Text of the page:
By early 2024, this will be the view looking west from Public Square. Where trash-strewn, windswept parking craters have marred downtown Cleveland for decades, a glassy office tower for more than 3,000 employees of the Sherwin-Williams Corp. will soon stand (SHW). CLICK IMAGES TO ENLARGE THEM
What’s one way a company can express its confidence? By scheduling a groundbreaking ceremony for its new headquarters complex two weeks before final designs for said complex are due to be voted on by the city.
The groundbreaking ceremony for Sherwin-Williams’ new global headquarters is scheduled for 3 p.m. Nov. 16 in a temporary tent to be erected at 226 West Superior Ave., according to event venue plans submitted to the city yesterday by Lasting Impressions Event Rentals. The location is the middle of the so-called Jacobs Lot, named after the Jacobs Group which owned the parking lot on Public Square for 30 years before SHW bought it last year.
According to the submittal, the tent is to be installed Nov. 12, used Nov. 16 and removed the following day. There will also be VIP parking and media parking on Frankfort Avenue between Public Square and West 3rd Street. The opaque tent will have a VIP entrance/exit, crew/media/restroom exit, stage and shovel area and media riser. Outside will be a toilet trailer plus a separate area for HVAC, electrical generator and TV production as well as a fire lane surrounding the groundbreaking venue.
Normally, NEOtrans wouldn’t post the site plans for a groundbreaking ceremony. But this is the first time that the Jacobs Lot on Public Square has had any uses other than parking scheduled for it in more than three decades. And it’s not every day that Cleveland gets to celebrate the start of a project whose end result will be a 600-foot-tall tower (B&H).
The date of the groundbreaking coincides with SHW’s scheduled submittal of final documents Nov. 16 for its $300+ million, roughly 1-million-square-foot headquarters complex. Conceptual plans were approved by the city in July with schematic plans approved Sept. 14. Proposed is a 36-story, 616-foot-tall office tower at the northwest corner of West 3rd and Superior, a two-story corporate training/orientation pavilion on Public Square and a 920-space parking garage north and west of Frankfort and West 3rd.
When the city approved schematic plans last month, it did so with few conditions, mostly of a minor nature. They included urging SHW’s HQ development team to consider small changes to the pavilion and the garage. No changes were proposed for the office tower.
Specifically, City Planning Commission members suggested the HQ team add height to the garage’s first floor for a larger retail space fronting West 3rd. They also wanted the garage designed so that additional levels of parking could be added in the future. SHW rejected the potential for addition as unnecessary. Commission members also urged that the pavilion be at least partially designed with a green roof.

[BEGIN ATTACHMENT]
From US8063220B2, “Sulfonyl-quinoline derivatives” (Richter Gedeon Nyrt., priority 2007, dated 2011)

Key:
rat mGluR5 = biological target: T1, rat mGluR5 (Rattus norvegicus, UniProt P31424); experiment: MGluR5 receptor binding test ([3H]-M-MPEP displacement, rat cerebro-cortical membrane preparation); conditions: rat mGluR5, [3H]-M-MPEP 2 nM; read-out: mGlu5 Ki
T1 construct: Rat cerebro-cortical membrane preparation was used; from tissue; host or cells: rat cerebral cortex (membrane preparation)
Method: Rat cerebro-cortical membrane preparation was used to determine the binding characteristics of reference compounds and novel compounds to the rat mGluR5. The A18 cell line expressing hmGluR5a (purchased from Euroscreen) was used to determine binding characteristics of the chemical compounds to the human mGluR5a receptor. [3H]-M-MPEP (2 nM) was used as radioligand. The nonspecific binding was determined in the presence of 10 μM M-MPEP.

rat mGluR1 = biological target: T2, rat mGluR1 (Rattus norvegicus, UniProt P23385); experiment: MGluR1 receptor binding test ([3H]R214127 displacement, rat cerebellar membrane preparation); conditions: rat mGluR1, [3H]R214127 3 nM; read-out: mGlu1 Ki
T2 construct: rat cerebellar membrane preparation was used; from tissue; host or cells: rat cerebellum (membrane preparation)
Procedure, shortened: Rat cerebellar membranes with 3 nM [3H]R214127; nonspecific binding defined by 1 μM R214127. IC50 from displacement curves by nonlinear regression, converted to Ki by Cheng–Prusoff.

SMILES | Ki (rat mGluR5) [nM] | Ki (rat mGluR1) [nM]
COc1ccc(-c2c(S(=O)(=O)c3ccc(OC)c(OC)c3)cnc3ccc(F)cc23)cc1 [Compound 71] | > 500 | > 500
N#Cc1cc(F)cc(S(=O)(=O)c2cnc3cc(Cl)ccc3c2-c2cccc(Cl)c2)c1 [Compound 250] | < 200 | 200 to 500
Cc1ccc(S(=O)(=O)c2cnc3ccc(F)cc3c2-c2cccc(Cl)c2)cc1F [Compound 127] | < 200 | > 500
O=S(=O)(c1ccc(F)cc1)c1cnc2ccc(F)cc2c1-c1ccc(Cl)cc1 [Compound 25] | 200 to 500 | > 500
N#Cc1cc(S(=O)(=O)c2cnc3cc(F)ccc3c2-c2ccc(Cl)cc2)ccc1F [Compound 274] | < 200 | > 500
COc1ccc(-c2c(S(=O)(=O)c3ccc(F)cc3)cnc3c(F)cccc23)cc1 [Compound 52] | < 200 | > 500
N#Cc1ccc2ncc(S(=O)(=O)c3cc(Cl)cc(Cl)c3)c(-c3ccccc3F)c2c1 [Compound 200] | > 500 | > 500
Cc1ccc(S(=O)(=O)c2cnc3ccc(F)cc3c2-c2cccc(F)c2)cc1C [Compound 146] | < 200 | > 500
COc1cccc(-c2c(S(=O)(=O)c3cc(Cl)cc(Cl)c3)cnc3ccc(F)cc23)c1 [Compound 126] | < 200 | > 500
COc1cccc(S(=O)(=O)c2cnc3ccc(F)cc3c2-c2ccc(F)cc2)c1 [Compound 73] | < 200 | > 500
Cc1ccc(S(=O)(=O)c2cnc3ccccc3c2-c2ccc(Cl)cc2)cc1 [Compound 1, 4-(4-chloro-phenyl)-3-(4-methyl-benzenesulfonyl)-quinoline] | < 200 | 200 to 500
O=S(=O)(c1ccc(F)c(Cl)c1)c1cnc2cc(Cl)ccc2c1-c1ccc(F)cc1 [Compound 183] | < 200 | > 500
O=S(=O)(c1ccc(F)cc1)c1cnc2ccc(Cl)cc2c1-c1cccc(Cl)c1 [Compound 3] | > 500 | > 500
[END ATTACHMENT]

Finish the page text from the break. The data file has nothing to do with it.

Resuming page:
SHW’s rejection of those suggestions are unlikely to cause the city to deny the issuance of a building permit. But since no permit has been issued yet, nor is one likely to be issued for some time, the scheduling of a groundbreaking ceremony may come as a surprise. Actual construction may not occur for weeks or even a couple of months after the ceremony, although site preparation in the meantime is possible.
The new Sherwin-Williams headquarters tower will be Cleveland’s fourth-tallest, trailing Key Tower, Terminal Tower and 200 Public Square. The global coatings giant’s headquarters for the past 90 years is the low-rise building at the far-right of this model, produced by SHW HQ architect Pickard-Chilton (SHW).
On Sept. 24, Osborn Engineering, a member of SHW’s HQ development team, submitted the first permit applications to the city’s Building & Housing Department. But those were for zoning site plan reviews and approvals for the HQ tower, pavilion and garage — not actual construction. Even so, such reviews can take weeks or longer. As of today, the zoning site plan review is continuing.
Those applications were submitted so Osborn could also request a plat consolidation from the county, combining 37 parcels owned by SHW into only two or three properties. That would also include vacating Frankfort between West 3rd and West 6th streets as a public right of way. SHW will take ownership of Frankfort and use it for garage and service vehicle access to the new HQ.
SHW will continue to submit designs and other planning documents to the city, even after the “final” documents are submitted next month. Some of those will include plans for lighting, signage, landscaping and interior build-outs for the new HQ. And that doesn’t include the possibility of a phase two for the HQ, featuring a roughly 300,000-square-foot building for SHW expansion plus contractors and other firms with whom SHW does business.
Nor does it include future spin-off development on land SHW owns along West 6th and St. Clair Avenue which SHW would like to lease or sell to developers and/or end-users. NEOtrans reported earlier this week the only parcel in its so-called “Superblock” that SHW doesn’t own, 1350 W. 3rd, is the subject of a pending sale and ongoing power play between SHW and its current owner, Realife Real Estate Group.
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